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Petroluem Pope abolishes ‘pontifical secrecy’ for sex abuse investigations

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Petroluem Pope Francis has announced sweeping changes to the way the Roman Catholic Church deals with cases of sexual abuse of minors, abolishing the rule of “pontifical secrecy” that has been criticised as a means to protect paedophiles, silence victims and prevent police from investigating alleged crimes.
Advocates for the victims of the sex abuse scandals that have rocked the Church for nearly 20 years applauded Tuesday’s move as being long overdue, but said it had to be applied broadly. 
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Pontifical secrecy is a rule of confidentiality designed to protect sensitive information related to Church governance, such as diplomatic correspondence, personnel issues and alleged crimes.
Waiving the practice in sex abuse investigations was a key demand by Church leaders, including Archbishop Charles Scicluna of Malta and German Cardinal Reinhard Marx, at a summit on sexual abuse held at the Vatican in February.
Proponents of the move argued that secrecy in cases of sexual abuse of minors was outdated and that some Church officials were hiding behind it instead of cooperating with authorities. 
“This is an epochal decision,” Scicluna, the Vatican’s most experienced sex abuse investigator, told Vatican Radio on Tuesday.

Two documents issued by the pope support practices that are already in place in some countries, particularly the United States, such as reporting suspicions of sexual abuse to civil authorities where required by law. 
However, they stop short of mandating bishops and religious superiors to do so, saying they are obliged to report suspicions of abuse where civil reporting laws require it.
The Vatican has been under increasing pressure to cooperate more with law enforcement and its failure to do so has resulted in unprecedented raids in recent years on diocesan chanceries by police in different parts of the world, from Belgium to Chile. 
‘At last’
Victims said the decision would allow for more transparency and sharing of information with authorities while keeping a lower level of confidentiality similar to civil legal structures.
“Excellent news … at last a real and positive change,” Marie Collins, who was abused by a priest in her native Ireland as a girl and resigned in frustration from a papal commission on abuse because of what she saw as Vatican resistance, wrote on Twitter.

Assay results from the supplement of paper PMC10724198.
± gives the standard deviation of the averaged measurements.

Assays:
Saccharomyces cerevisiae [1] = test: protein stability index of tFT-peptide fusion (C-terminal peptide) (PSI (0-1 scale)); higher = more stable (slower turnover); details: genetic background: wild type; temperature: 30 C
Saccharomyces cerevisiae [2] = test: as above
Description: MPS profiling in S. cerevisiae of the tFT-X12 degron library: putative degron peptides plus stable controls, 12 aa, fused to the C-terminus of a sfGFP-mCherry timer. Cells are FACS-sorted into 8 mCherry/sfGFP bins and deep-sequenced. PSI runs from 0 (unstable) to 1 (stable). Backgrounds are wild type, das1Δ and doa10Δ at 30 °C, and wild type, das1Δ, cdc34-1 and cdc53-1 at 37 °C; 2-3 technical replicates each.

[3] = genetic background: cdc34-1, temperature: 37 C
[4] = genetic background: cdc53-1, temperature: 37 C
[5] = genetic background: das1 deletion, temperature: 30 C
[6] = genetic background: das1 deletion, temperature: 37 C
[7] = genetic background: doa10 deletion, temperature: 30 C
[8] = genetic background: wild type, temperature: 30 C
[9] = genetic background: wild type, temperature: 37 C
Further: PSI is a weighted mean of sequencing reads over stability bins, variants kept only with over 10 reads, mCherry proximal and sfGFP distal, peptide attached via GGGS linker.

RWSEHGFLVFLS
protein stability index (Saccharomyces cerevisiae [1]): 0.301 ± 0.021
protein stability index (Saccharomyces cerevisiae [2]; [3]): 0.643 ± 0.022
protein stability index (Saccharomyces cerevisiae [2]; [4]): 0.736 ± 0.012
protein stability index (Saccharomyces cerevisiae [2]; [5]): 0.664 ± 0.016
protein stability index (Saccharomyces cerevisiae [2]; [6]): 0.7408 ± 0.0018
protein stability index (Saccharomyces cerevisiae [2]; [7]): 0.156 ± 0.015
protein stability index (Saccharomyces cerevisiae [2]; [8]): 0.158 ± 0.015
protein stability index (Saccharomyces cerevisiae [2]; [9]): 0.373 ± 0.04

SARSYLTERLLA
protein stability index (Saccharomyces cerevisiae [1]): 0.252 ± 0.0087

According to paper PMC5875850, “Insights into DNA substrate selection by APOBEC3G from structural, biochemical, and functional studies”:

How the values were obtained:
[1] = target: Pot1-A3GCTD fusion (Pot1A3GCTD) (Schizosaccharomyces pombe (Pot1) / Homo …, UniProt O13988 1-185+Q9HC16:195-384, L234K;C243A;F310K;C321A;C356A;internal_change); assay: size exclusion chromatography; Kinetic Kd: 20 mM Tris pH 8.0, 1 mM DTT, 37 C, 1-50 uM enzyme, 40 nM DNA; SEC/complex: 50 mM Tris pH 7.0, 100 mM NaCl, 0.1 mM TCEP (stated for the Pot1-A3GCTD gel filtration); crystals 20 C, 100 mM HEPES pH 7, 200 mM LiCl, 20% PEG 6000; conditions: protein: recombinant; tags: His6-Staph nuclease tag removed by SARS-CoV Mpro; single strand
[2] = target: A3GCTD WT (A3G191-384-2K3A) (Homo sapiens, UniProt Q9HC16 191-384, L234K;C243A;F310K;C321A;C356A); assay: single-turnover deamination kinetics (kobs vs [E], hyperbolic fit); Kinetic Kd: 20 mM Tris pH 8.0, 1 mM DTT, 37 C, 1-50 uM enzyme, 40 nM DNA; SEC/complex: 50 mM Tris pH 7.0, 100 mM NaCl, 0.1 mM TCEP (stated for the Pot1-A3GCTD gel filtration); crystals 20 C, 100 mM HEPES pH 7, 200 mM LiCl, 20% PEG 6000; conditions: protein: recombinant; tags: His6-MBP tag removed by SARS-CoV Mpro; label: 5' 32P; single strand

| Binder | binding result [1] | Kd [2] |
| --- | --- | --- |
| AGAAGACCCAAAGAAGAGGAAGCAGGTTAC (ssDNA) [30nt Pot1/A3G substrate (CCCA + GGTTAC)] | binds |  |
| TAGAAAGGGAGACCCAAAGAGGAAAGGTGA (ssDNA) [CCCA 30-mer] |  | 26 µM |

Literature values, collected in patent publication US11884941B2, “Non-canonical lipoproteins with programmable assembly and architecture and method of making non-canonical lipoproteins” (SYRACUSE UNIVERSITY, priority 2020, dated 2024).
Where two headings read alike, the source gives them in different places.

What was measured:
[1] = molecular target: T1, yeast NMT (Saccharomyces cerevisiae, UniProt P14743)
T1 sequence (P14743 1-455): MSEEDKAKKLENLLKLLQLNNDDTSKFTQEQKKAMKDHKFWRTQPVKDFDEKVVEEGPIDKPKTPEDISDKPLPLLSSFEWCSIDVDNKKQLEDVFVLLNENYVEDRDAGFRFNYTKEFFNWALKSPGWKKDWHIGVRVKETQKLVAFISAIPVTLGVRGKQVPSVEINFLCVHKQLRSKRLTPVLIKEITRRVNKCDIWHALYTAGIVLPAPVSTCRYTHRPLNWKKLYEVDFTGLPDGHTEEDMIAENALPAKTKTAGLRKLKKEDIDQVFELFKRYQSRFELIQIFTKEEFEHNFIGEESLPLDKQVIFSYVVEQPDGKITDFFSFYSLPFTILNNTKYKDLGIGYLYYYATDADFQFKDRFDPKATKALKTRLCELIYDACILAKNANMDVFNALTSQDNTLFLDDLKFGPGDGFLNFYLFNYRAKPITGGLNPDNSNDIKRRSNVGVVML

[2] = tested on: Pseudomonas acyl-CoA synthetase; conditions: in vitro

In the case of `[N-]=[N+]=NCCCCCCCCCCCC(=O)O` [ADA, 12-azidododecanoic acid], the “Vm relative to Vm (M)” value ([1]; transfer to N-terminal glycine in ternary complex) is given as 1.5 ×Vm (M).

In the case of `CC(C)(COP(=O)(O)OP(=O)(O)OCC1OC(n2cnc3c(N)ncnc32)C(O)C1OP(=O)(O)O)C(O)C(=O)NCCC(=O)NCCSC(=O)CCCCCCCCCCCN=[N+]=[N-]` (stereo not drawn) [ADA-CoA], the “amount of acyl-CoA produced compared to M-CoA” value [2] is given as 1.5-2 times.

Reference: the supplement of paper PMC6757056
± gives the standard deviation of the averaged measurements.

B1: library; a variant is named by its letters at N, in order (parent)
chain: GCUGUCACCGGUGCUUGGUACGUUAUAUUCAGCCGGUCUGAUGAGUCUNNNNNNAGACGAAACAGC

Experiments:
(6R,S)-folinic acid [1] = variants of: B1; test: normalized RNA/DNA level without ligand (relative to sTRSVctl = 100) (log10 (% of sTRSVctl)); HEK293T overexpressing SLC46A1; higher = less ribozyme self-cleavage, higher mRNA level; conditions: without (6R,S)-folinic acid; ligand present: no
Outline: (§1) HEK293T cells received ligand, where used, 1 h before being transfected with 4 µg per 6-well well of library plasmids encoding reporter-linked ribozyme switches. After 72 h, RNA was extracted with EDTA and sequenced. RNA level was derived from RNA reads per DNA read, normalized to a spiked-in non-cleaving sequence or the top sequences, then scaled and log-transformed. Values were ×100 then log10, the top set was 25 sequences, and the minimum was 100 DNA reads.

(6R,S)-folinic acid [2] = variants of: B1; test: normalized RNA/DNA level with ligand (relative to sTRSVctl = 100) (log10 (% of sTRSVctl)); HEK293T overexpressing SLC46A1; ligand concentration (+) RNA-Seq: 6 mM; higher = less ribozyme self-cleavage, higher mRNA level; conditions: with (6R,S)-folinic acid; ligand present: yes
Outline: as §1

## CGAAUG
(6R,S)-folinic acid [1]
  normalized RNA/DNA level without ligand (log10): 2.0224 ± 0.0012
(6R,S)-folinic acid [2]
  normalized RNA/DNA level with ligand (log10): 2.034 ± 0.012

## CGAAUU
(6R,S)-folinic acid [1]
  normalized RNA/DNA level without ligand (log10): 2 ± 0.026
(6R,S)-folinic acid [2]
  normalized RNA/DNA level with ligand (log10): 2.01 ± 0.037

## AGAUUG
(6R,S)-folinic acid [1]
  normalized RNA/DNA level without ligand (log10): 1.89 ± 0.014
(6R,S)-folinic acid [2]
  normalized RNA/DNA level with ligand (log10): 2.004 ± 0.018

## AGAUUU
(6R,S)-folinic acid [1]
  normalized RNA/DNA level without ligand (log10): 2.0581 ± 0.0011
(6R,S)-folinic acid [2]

Anne Barret-Doyle, co-director of the US-based abuse documentation group BishopAccountability.org, said Francis had taken “an overdue and desperately needed step” but that its effect will be determined by how broadly it was applied.

Excellent news. Recommended by PCPM during first term, so good to see it being implement. At last a real and positive change. https://t.co/8ZKm2TKRR7
— Marie Collins (@marielco) December 17, 2019

For his part, Scicluna, the archbishop, said the new provisions opened up ways to communicate with victims and cooperate with the state.
“Certain jurisdictions would have easily quoted the pontifical secret … to say that they could not, and that they were not authorised to share information with either state authorities or the victims,” Scicluna said.
“Now that impediment, we might call it that way, has been lifted, and the pontifical secret is no more an excuse,” he added.
Francis also raised from 14 to 18 the cutoff age below which the Vatican considers pornographic images to be child pornography. The reform is in response to the Vatican’s increasing awareness of the prolific spread of online child porn that has frequently implicated churchmen. 
Last year, a Vatican court sentenced a Catholic priest to five years in jail for possessing child pornography while he was based in the US as a diplomat. 

The numerous scandals have battered the Church’s image internationally [File: David McNew/Reuters]

The new norms are the latest amendment to the Church’s in-house canon law, a parallel legal code that metes out ecclesial justice for crimes against the faith, in this case relating to the sexual abuse of minors or vulnerable people by priests, bishops or cardinals.
In this legal system, the most severe punishment a priest can incur is being defrocked or dismissed from the clerical state.
Francis has promised zero tolerance for offenders but victims of abuse want him to do more and make bishops who allegedly covered up the abuse accountable. 

In May, the pope passed a landmark measure to oblige those who know about sex abuse to report it to their superiors, a move expected to bring even more cases to light. 
In Tuesday’s announcement, issued on the Argentine pontiff’s 83rd birthday, Francis spelt out the new obligations.
“The person who files the report, the person who alleged to have been harmed and the witnesses shall not be bound by any obligation of silence with regard to matters involving the case,” he wrote.
Also on Tuesday, Francis accepted the resignation of Archbishop Luigi Ventura, the Holy See’s ambassador to France, who has been accused of sexual molestation. Ventura turned 75 last week, the mandatory retirement age for bishops.
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